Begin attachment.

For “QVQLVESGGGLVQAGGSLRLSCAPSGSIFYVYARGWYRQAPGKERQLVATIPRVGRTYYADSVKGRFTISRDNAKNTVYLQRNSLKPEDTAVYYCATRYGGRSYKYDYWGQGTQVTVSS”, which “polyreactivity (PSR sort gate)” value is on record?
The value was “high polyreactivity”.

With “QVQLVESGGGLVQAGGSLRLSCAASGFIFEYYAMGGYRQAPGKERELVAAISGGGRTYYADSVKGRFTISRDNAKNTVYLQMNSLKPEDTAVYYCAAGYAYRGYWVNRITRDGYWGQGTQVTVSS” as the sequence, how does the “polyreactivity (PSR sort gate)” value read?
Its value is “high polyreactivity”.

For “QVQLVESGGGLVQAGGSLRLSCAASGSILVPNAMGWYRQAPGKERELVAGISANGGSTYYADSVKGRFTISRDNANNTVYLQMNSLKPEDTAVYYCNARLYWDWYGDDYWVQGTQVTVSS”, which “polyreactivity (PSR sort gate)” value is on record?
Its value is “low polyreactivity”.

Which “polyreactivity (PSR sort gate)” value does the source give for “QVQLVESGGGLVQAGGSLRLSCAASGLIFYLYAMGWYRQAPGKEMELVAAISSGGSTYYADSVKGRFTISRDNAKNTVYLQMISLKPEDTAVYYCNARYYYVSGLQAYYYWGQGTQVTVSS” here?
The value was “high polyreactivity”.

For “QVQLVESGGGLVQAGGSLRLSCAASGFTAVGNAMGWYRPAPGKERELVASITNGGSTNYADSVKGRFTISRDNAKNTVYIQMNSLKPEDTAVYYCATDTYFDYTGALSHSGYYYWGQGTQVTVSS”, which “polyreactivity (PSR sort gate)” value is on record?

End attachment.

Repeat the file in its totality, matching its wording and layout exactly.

For “QVQLVESGGGLVQAGGSLRLSCAPSGSIFYVYARGWYRQAPGKERQLVATIPRVGRTYYADSVKGRFTISRDNAKNTVYLQRNSLKPEDTAVYYCATRYGGRSYKYDYWGQGTQVTVSS”, which “polyreactivity (PSR sort gate)” value is on record?
The value was “high polyreactivity”.

With “QVQLVESGGGLVQAGGSLRLSCAASGFIFEYYAMGGYRQAPGKERELVAAISGGGRTYYADSVKGRFTISRDNAKNTVYLQMNSLKPEDTAVYYCAAGYAYRGYWVNRITRDGYWGQGTQVTVSS” as the sequence, how does the “polyreactivity (PSR sort gate)” value read?
Its value is “high polyreactivity”.

For “QVQLVESGGGLVQAGGSLRLSCAASGSILVPNAMGWYRQAPGKERELVAGISANGGSTYYADSVKGRFTISRDNANNTVYLQMNSLKPEDTAVYYCNARLYWDWYGDDYWVQGTQVTVSS”, which “polyreactivity (PSR sort gate)” value is on record?
Its value is “low polyreactivity”.

Which “polyreactivity (PSR sort gate)” value does the source give for “QVQLVESGGGLVQAGGSLRLSCAASGLIFYLYAMGWYRQAPGKEMELVAAISSGGSTYYADSVKGRFTISRDNAKNTVYLQMISLKPEDTAVYYCNARYYYVSGLQAYYYWGQGTQVTVSS” here?
The value was “high polyreactivity”.

For “QVQLVESGGGLVQAGGSLRLSCAASGFTAVGNAMGWYRPAPGKERELVASITNGGSTNYADSVKGRFTISRDNAKNTVYIQMNSLKPEDTAVYYCATDTYFDYTGALSHSGYYYWGQGTQVTVSS”, which “polyreactivity (PSR sort gate)” value is on record?